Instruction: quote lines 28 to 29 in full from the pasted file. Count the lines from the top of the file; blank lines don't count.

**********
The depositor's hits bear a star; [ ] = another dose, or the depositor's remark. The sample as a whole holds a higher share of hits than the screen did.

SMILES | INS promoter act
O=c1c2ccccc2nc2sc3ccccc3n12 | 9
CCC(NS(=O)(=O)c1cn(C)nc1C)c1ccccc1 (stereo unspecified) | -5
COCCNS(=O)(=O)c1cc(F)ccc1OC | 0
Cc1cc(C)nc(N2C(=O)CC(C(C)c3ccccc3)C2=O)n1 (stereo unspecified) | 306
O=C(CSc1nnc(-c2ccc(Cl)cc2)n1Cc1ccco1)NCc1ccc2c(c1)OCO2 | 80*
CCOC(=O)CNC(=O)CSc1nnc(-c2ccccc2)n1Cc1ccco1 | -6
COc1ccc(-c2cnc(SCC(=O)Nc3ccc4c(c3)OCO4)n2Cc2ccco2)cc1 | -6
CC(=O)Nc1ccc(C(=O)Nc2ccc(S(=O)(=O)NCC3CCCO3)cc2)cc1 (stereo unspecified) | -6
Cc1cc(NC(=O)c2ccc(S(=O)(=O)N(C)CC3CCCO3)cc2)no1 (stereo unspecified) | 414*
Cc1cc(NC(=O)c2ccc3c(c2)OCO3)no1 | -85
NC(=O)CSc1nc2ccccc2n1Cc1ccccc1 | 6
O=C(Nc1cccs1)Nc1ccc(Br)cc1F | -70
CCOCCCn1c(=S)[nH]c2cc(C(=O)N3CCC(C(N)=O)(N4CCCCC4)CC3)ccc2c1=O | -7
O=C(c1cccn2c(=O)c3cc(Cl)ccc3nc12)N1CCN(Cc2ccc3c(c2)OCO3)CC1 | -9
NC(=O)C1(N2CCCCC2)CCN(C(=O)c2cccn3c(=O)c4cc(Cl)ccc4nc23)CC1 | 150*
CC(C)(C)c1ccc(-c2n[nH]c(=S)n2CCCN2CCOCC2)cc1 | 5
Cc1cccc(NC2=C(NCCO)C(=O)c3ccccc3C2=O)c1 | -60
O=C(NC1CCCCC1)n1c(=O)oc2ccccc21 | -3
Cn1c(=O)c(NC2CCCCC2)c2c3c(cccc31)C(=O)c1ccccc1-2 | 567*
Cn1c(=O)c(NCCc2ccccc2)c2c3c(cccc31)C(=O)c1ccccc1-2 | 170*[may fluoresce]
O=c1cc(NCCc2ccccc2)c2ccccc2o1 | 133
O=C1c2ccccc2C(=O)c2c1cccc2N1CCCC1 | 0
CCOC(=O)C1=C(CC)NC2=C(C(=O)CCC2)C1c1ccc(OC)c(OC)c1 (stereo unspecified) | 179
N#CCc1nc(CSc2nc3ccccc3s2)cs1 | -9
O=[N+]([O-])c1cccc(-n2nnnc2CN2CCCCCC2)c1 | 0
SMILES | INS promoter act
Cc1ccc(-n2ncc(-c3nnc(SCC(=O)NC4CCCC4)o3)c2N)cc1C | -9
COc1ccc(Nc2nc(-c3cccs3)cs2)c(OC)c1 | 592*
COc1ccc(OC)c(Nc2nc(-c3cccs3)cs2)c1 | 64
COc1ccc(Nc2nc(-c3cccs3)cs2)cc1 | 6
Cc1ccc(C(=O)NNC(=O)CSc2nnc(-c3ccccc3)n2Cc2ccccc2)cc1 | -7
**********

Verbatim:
SMILES | INS promoter act
Cc1ccc(-n2ncc(-c3nnc(SCC(=O)NC4CCCC4)o3)c2N)cc1C | -9